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Published on December 28, 2007

Author: miloung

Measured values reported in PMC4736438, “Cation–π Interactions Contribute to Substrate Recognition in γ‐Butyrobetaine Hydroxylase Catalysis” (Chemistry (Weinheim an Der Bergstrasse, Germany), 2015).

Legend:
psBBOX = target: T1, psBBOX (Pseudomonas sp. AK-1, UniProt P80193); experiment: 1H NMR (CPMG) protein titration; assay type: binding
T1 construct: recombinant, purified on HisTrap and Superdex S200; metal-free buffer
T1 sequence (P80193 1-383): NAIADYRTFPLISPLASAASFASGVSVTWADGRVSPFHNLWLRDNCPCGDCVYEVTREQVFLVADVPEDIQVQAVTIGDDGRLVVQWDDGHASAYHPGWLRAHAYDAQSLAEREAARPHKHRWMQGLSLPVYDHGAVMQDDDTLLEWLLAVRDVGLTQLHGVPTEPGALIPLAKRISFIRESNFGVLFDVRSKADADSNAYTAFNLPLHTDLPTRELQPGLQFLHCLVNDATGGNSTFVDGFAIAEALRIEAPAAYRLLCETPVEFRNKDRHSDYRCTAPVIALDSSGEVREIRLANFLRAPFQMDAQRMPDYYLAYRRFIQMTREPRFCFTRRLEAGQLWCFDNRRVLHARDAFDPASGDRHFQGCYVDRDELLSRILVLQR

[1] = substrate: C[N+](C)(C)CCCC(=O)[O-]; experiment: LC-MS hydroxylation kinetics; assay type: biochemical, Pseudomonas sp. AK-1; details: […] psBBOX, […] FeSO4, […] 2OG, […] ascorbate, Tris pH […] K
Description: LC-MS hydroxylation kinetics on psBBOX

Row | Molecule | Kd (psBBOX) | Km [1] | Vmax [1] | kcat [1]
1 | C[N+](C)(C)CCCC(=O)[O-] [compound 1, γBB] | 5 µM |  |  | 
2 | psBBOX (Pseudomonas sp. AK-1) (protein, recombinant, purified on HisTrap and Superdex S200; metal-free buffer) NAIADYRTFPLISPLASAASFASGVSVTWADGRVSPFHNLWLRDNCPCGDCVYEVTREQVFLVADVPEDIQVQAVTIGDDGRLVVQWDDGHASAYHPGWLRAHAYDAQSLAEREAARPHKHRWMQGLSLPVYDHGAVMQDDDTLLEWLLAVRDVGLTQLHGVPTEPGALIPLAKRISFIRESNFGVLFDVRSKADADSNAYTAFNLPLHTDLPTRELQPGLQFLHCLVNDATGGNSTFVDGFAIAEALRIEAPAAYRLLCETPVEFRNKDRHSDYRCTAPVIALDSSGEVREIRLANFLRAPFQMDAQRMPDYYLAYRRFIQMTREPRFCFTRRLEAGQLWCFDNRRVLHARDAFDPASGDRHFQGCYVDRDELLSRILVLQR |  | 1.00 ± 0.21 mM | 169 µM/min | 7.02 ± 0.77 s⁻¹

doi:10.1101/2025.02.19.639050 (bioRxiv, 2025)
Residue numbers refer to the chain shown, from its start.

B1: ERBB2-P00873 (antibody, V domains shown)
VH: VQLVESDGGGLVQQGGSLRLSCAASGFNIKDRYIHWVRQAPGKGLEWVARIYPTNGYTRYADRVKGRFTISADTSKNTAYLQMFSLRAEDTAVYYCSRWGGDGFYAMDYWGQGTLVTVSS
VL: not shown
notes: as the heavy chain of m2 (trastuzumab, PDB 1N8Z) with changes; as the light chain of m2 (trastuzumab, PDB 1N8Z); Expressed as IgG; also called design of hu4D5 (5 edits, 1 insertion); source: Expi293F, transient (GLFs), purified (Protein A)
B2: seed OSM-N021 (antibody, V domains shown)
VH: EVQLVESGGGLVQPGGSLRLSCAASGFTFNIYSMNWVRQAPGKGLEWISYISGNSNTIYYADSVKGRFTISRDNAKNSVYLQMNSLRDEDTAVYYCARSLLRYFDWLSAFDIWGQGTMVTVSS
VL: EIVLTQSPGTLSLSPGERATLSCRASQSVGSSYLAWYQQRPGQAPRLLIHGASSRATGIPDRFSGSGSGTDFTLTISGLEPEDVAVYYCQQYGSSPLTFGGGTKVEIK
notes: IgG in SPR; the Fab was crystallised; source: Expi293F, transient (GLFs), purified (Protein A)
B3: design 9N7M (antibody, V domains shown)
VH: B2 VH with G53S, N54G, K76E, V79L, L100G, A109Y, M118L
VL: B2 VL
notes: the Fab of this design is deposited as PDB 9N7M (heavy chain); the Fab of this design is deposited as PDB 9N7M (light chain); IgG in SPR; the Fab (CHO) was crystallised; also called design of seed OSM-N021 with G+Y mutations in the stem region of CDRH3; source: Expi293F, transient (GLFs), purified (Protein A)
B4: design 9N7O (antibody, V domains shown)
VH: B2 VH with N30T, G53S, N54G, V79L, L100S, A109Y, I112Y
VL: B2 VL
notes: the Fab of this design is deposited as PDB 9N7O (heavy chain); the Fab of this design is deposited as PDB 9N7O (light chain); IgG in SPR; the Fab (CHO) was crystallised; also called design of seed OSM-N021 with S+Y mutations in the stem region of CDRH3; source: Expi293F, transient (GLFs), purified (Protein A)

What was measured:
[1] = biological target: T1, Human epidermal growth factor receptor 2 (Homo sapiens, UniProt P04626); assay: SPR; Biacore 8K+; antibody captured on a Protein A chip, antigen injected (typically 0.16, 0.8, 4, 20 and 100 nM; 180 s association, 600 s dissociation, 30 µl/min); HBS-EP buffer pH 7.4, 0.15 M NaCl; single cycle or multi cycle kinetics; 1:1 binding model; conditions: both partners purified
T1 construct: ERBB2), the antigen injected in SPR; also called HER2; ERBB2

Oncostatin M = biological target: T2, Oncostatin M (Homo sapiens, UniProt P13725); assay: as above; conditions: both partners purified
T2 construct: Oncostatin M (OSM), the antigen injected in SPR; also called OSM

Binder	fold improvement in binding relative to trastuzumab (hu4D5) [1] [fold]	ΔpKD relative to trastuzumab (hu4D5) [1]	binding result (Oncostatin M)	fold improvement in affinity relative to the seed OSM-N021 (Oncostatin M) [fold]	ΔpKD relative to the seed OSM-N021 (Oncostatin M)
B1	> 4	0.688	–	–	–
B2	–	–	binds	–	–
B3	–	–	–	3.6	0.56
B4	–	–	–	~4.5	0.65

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Defending the Indefensible? US-Canada Cooperation on New Global Security Issues:  Defending the Indefensible? US-Canada Cooperation on New Global Security Issues Address to the Canadian Council for International Peace and Security Jonathan M. Winer, former US Deputy Assistant Secretary of State for International Law Enforcement February 24, 2000 What are the key global security issues? Abstractly::  What are the key global security issues? Abstractly: Physical Environment -- air, water, climate, preservation of biostasis, biological infrastructure Human Environment -- social, economic, political stability, sustainability, opportunity; maintaining social/economic/business/political infrastructure Political Environment -- reducing stresses on states that could impair state’s/private sectors ability to maintain/improve human environment, maintain infrastructure of governance and civil society Key Global Security Issues Concrete Mega-Threats :  Key Global Security Issues Concrete Mega-Threats Global warming, over-fishing, acid rain and deforestation, air, water pollution, ozone depletion, desertification Illegitimate, incompetent, corrupt, or unstable governments Poverty and overpopulation Crime/Drugs/Terrorism (threats to social physical security) Breakdown of civil society into civil war Breakdown of critical infrastructures -- social, economic, political, environmental, and all “utilities” -- especially telecom and electronic War between or among nations, including use of weapons of mass destruction (nuclear, chemical, biological) What do these problems have in common?:  What do these problems have in common? No government or nation has “caused” them Every government and nation struggle with them Each transcends national borders and most transcend region Each has potential to impact everyone No nation is capable of solving any of them without the help of other nations Each problem “swims in its common sea” or infrastructure Impact of Globalization The Good. . . And the Bad:  Impact of Globalization The Good. . . And the Bad Free trade reduces the cost of goods, improves the standard of living Global communication spreads information everywhere Integrated financial system provides for free movement of capital for investment Local communities can be destroyed by impersonal forces that destroy their viability as communities … so can nations Dark side of globalization includes drugs, illegal immigrants, terrorists, web info on how to make bombs . . . Leading to: Joerg Haider, populist anti-immigrant feeling How does US view global security issues?:  How does US view global security issues? Strong tradition of strategic use of power to align interests of key nation-states and regions to promote free markets, stability, and opportunity, with democracy and human rights adjacent goals Multilateralism useful to build consensus, but leadership on decisions must come from strongest nations -- hard power still matters How Does Canada view global security issues?:  How Does Canada view global security issues? “Soft security” increasingly important -- development of relations among NGOs and private sector with government to provide broad consensus about social and political change that can be implemented globally. “Human security” important alternative to “national security.” Rights of people trump rights of “states.” Key Nexuses of US-Canadian Cooperation:  Key Nexuses of US-Canadian Cooperation Border control of drugs, crime, terrorism Military, NATO, NORAD continental defense (cold war relic?) NAFTA, WTO Fishing, Environment Strategic intelligence Energy Financial infrastructure and stability issues through the G-7 UN, OECD, Council of Europe, OAS, APEC, OSCE, etc Peacekeeping, failed states Key Areas of US-Canadian Tension on Global Affairs:  Key Areas of US-Canadian Tension on Global Affairs US unilateralism, especially US unilateralism seeking a fig leaf of multilateralism Canadian unilateralism especially Canadian unilateralism turned into multilateralism (& sticking it to the US) Cuba Balkans Iraq/Iran Sanctions Ballistic missile defense? Int’l Criminal Court Landmines Small Arms? The Sibling Factor: (if this were a schoolyard debate):  The Sibling Factor: (if this were a schoolyard debate) “We’re the world’s last great superpower, but you don’t treat us with respect.” “You don’t look out for our interests as a friend and neighbor should. You should be part of our team.” “Our intentions are good, and you should trust us.” (finally) “Our dollar is bigger than your dollar.” “You respect nobody’s needs or ideas but your own.” “We don’t want the rest of the world to confuse us with you, we pay our UN dues.” “Our ideas and methods work, other nations like them and us.” (Not yours and you) (finally) “You may be bigger than us, but we’re smarter and we won’t be bullied, especially by notorious you.” U.S. to Canada (plaintively) Canada to US (vigorously) The U.S.-Canada Border at the Millenium & Terrorism:  The U.S.-Canada Border at the Millenium & Terrorism The bad news: The global millennial threat at the New Year took place at the US-Canadian border! The good news: Despite the worst intentions of the terrorists to the contrary, no one was blown up. Fact: More than $1 billion in goods and services and some 500,000 people cross the border every day, but the needle in the haystack was found. Question: The result of US-Canadian cooperation, just plain luck, or both? (Clearly both.) US-Canada Terrorism: The Bad News:  US-Canada Terrorism: The Bad News Internet web sites publish the formula for RDX explosive in liquid form, manufacture of timing devices for bombs, right out of the U.S. of A Ward Elcock, Director of Canadian Security Intelligence Service, January 24, 1998: “With perhaps the singular exception of the U.S. . . . More terrorists active here than in any country in the world.” Differences between US and Canada laws plus increased diversity of Canada and undefended border create real long-term risks of terrorism. Why Canada for terrorists?:  Why Canada for terrorists? Long borders with US, oceans, lightly defended Ethnic communities a sea in which to swim and raise money Travel document system is light, easy to become a refugee applicant, refugees claiming asylum regularly disappear into the night No security checks made until refugee accepted and application made for landed immigrant status Minimal detention system, facilities Deportation onerous process for government Racist to designate anyone by ethnic group, even if profile matters Is Canada a low crime society? Yes, but ethnic gangs abound:  Is Canada a low crime society? Yes, but ethnic gangs abound Italian mob in cigarettes Aboriginal organized crime smuggling Jamaican posses Vancouver Asian people smugglers Russian fraudsters and prostitute rings Nigerian advanced fee scammers and heroin traffickers Polish car thieves Tamil Tiger heroin Dominican heroin and cocaine IRA gun runners Asian heroin Where’s the Beef? US weak on Border Control:  Where’s the Beef? US weak on Border Control U.S. has 300 border control agents guarding 4,000 mile border with 90 crossings. No visas or documents required for short stays. Easier to get across US-Canada border than U.S.-Mexico border or into Miami. No investment by USG in equipment, engineering redesign, or personnel on Northern border, though that may change. Where’s the Beef 2: Canadian Systemic Vulnerabilities:  Where’s the Beef 2: Canadian Systemic Vulnerabilities Charter of rights impairs easy sharing of data among Canadian agencies, between governments Generous immigration laws and social services Starvation of RCMP budgets Devolution for the hell of it Late arrival of allophones has meant no tradition of infiltration of cellular structure of immigrant ethnic groups, little participation of these groups in policing. That is changing in Toronto and Vancouver, but improvements are hampered by decade-long lack of investment in RCMP Where’s the Beef 3: Canada/US laws different on money:  Where’s the Beef 3: Canada/US laws different on money Lack of currency reporting requirements in Canada has provided incentive to criminals, terrorists to engage in “regulatory arbitrage.” Lack of national securities regulator equivalent to SEC has encouraged securities fraudsters to congregate in Toronto, Vancouver penny stock and boiler room operations Russian OC has found Canada hospitable because of lack of money laundering controls New Canadian legislation and framework will help a lot, but rights-based constraints on info sharing could impair its effectiveness Factors to think about cross-border drugs, crime, terrorism:  Factors to think about cross-border drugs, crime, terrorism Traditionally, Countries focus on inbound, not outbound. That makes them poor partners Mexico is source to US of drugs, illegals US is source to Mexico of guns, stolen cars, precursors, cash Canada is source to US of drugs, illegals, terrorists, criminals US is source to Canada of guns, illegals, stolen cars, cash THE CHOICE: THE BORDER AS A CROSSING, OR THE BORDER AS A SYSTEM Defense in Depth Vs a Maginot Line :  Defense in Depth Vs a Maginot Line Military planners recognize there is no substitute for defense in depth. Defense in depth of the border requires border to be reconsidered in terms that extend well into heartland of country -- national system for discouraging smuggling of people and goods. Profound re-examination of rights and responsibilities of citizenship, nationhood, identity. Question of who is “us” and who is “them” may be very different from past. “Us” and “them” may be based not on geographic location, but whether one accepts legal norms, or refuses to abide by them (citizen Vs. criminal, rather than state vs. state) Defense in Depth, 2:  Defense in Depth, 2 Enhance the border with new technologies that use high tech to scan high volume Re-engineer border to create “baffled” crossings rather than “simple” ones Get businesses on side of law enforcement Get domestic law enforcement and intelligence looking inward and looking outward to integrate threat assessments Some principles to improve border security:  Some principles to improve border security Inbound, outbound strengthened, integrated Redesign of the physical infrastructure of the border Proper resources, training for personnel Integrate data systems Harmonize laws, regulations, policies. Rethink meaning of sovereignty. Ben Franklin to colonies: “We must all hang together, or hang separately.” New Security Threats: attacks on electronic infrastructures:  New Security Threats: attacks on electronic infrastructures Our entire economic and communications infrastructure is dependent on digital systems. Cyber thugs can disrupt cyber systems. Electronic stalking, spamming, jamming. Invasion of privacy. Identity theft, credit card theft. Attacking infrastructure for terrorism, profit, or fun (US “critical infrastructure protection office” created by Presidential Decision Directive, official national security policy). More internet threats: dangerous communications, dangerous transactions:  More internet threats: dangerous communications, dangerous transactions Kiddie porn demonstrates global pedophile network. Prescription drugs, marijuana seeds, advertised online and transported globally. Onshore banking can be done online through unregulated offshore sites with anonymity, risking integrity of financial system, fraud, tax losses. Guns and parts widely available. Intellectual property theft huge looming global issue, since all info can be digitized and stolen. Terrorist cookbooks give instructions on how to blow us all up (www.overthrow.com). Problems for governments in dealing with new threats:  Problems for governments in dealing with new threats Privacy and security run up against tracing electronic communications to identify, investigate and prosecute criminals. Internet is harmonized technical infrastructure, governments stop at borders. Governments do not apply standardized approach. Internet crosses boundaries, gov’t departments have limited jurisdiction domestically. . . How can you maintain national laws when they are routinely being transcended and become unenforceable? Unsolved Problems To Deal with Internet Security:  Unsolved Problems To Deal with Internet Security How do you trace communications across borders in a fashion that protects individual rights and insures rule of law? What about search of such communications? Seizure? How do you determine the integrity of information that is communicated across borders to insure that it is true and accurate? What credence do you give to electronic information? (E-signature?) How do you avoid the creation of communications/ information safehavens for criminals? Who harmonizes how? (Canadian model of soft security relevant here, so is US model of aggressive leadership) Penultimate Thoughts: The Tsunami of Privacy:  Penultimate Thoughts: The Tsunami of Privacy Privacy issues are hitting governments and the private sector like a tidal wave. Having different privacy laws for different purposes makes no sense in a webbed world. Every jurisdiction, every business, every sector has its own different privacy regime. Conflicting privacy regimes create loopholes that prevent privacy and security, preclude effective compliance, and may facilitate crime and impair law enforcement, as EU is finding out already. Improving US-Canada Cooperation on Global Security:  Improving US-Canada Cooperation on Global Security Intensify efforts at legal harmonization, just as NAFTA trumped earlier economic protectionist barriers. Tone down the game-playing between US and Canada at multilateral forums so common positions are retained. Make a special effort to include the other in one’s plans to forestall the isolation of either country internationally. International Criminal Court and Land Mines avoidable injuries to the U.S.; having U.S. in was desirable outcome. Allocate more resources for “hard security” as well as “soft security.” Canada to fund RCMP, invest in military, intelligence and government knowledge of high tech.US to strengthen support for development agencies and NGOs. Security and Privacy essential and conflicting goals:  Security and Privacy essential and conflicting goals Today in US protection against terrorists is being impaired by fears of government intrusion into privacy. The lawyers won’t let the spooks work. Today in Canada, privacy/charter issues are impeding law enforcement cooperation with the US and at home. If personal data becomes insecure or non-private, personal data can be exploited to injury of persons (identity theft, credit card fraud, cyber-stalking), If personal data is kept securely and privately, governments may not be able to protect against those using security and privacy to commit terrorist, economic, or other crimes. Where do we go from here to respond to new security environment?:  Where do we go from here to respond to new security environment? Harmonize, harmonize, harmonize. Multilateral conventions may be more important than treaty processes. Build viable pathways for intragovenrmental and intergovernmental information sharing. Insure that law enforcement trumps privacy, and that civil rights trumps law enforcement when power is abused. Invest in government so that it retains a tech edge and does not fall behind private sector. Overcome mistrust, build bridges between public interest and private interest to protect common infrastructure.